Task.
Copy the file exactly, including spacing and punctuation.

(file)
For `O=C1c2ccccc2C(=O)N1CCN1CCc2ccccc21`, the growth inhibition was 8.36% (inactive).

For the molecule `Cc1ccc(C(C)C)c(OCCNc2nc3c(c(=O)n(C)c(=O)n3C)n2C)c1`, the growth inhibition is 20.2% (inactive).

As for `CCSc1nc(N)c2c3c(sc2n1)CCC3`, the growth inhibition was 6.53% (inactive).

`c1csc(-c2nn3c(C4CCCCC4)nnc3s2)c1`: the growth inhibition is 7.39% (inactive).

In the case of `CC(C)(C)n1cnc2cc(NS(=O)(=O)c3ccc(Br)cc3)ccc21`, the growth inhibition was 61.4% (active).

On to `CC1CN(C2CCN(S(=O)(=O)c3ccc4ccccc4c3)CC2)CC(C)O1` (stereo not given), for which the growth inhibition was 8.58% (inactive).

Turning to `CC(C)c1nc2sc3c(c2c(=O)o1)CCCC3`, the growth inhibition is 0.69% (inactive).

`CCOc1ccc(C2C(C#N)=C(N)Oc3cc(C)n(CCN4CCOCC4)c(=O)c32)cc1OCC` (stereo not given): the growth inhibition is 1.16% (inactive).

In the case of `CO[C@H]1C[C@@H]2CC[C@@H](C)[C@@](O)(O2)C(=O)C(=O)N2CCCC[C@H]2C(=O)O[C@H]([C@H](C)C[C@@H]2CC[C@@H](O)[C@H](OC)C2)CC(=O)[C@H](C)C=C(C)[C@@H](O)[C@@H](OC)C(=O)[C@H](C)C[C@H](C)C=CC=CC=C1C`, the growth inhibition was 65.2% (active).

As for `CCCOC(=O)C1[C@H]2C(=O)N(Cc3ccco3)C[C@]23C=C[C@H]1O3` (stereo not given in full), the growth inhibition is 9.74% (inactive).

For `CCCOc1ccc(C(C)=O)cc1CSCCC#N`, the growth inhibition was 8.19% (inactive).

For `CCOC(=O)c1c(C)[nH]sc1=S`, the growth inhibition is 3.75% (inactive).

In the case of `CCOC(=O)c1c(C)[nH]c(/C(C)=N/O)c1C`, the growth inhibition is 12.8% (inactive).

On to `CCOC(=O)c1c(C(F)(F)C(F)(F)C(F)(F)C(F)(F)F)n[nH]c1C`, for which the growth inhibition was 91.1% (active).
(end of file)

For `O=C1c2ccccc2C(=O)N1CCN1CCc2ccccc21`, the growth inhibition was 8.36% (inactive).

For the molecule `Cc1ccc(C(C)C)c(OCCNc2nc3c(c(=O)n(C)c(=O)n3C)n2C)c1`, the growth inhibition is 20.2% (inactive).

As for `CCSc1nc(N)c2c3c(sc2n1)CCC3`, the growth inhibition was 6.53% (inactive).

`c1csc(-c2nn3c(C4CCCCC4)nnc3s2)c1`: the growth inhibition is 7.39% (inactive).

In the case of `CC(C)(C)n1cnc2cc(NS(=O)(=O)c3ccc(Br)cc3)ccc21`, the growth inhibition was 61.4% (active).

On to `CC1CN(C2CCN(S(=O)(=O)c3ccc4ccccc4c3)CC2)CC(C)O1` (stereo not given), for which the growth inhibition was 8.58% (inactive).

Turning to `CC(C)c1nc2sc3c(c2c(=O)o1)CCCC3`, the growth inhibition is 0.69% (inactive).

`CCOc1ccc(C2C(C#N)=C(N)Oc3cc(C)n(CCN4CCOCC4)c(=O)c32)cc1OCC` (stereo not given): the growth inhibition is 1.16% (inactive).

In the case of `CO[C@H]1C[C@@H]2CC[C@@H](C)[C@@](O)(O2)C(=O)C(=O)N2CCCC[C@H]2C(=O)O[C@H]([C@H](C)C[C@@H]2CC[C@@H](O)[C@H](OC)C2)CC(=O)[C@H](C)C=C(C)[C@@H](O)[C@@H](OC)C(=O)[C@H](C)C[C@H](C)C=CC=CC=C1C`, the growth inhibition was 65.2% (active).

As for `CCCOC(=O)C1[C@H]2C(=O)N(Cc3ccco3)C[C@]23C=C[C@H]1O3` (stereo not given in full), the growth inhibition is 9.74% (inactive).

For `CCCOc1ccc(C(C)=O)cc1CSCCC#N`, the growth inhibition was 8.19% (inactive).

For `CCOC(=O)c1c(C)[nH]sc1=S`, the growth inhibition is 3.75% (inactive).

In the case of `CCOC(=O)c1c(C)[nH]c(/C(C)=N/O)c1C`, the growth inhibition is 12.8% (inactive).

On to `CCOC(=O)c1c(C(F)(F)C(F)(F)C(F)(F)C(F)(F)F)n[nH]c1C`, for which the growth inhibition was 91.1% (active).